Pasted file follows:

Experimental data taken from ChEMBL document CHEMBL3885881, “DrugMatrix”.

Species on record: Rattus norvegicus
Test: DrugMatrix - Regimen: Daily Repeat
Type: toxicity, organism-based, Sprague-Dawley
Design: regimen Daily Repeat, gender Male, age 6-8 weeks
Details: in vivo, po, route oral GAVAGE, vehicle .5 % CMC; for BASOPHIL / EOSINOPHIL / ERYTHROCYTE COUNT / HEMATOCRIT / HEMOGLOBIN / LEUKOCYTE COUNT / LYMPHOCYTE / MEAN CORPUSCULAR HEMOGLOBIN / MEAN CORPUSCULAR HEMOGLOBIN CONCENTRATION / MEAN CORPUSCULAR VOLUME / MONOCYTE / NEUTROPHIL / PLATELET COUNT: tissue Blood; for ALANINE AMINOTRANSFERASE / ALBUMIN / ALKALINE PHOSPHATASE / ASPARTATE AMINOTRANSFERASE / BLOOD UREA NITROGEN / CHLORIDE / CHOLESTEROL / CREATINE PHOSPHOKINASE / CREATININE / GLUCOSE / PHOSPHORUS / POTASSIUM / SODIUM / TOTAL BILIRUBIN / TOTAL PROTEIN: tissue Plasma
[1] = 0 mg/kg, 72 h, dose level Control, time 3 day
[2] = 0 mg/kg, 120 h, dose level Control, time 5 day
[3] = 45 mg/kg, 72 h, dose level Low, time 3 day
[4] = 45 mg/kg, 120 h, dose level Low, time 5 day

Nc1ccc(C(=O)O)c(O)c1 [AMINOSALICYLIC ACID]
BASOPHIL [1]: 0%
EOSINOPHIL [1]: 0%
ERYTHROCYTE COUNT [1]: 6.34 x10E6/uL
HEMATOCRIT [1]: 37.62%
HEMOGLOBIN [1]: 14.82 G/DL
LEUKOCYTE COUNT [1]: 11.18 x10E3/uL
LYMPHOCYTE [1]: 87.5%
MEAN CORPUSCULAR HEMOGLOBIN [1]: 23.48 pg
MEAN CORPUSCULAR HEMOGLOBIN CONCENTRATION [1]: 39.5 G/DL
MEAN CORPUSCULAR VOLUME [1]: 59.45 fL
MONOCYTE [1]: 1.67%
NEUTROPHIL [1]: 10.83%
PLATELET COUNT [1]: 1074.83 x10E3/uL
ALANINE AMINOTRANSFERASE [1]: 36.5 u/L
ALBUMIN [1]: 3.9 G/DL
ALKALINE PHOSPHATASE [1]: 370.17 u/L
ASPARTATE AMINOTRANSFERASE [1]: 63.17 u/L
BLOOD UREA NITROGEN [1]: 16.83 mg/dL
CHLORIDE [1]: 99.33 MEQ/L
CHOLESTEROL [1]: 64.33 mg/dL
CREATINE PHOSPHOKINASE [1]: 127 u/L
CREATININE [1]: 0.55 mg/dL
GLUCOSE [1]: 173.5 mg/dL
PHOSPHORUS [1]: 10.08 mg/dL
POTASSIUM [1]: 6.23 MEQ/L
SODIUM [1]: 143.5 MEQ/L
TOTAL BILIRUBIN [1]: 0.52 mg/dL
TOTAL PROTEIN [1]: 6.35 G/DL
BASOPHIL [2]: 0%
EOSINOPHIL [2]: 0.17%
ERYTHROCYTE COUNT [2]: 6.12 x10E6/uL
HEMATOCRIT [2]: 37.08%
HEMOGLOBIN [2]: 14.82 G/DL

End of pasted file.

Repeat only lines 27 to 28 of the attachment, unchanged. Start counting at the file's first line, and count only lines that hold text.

ALKALINE PHOSPHATASE [1]: 370.17 u/L
ASPARTATE AMINOTRANSFERASE [1]: 63.17 u/L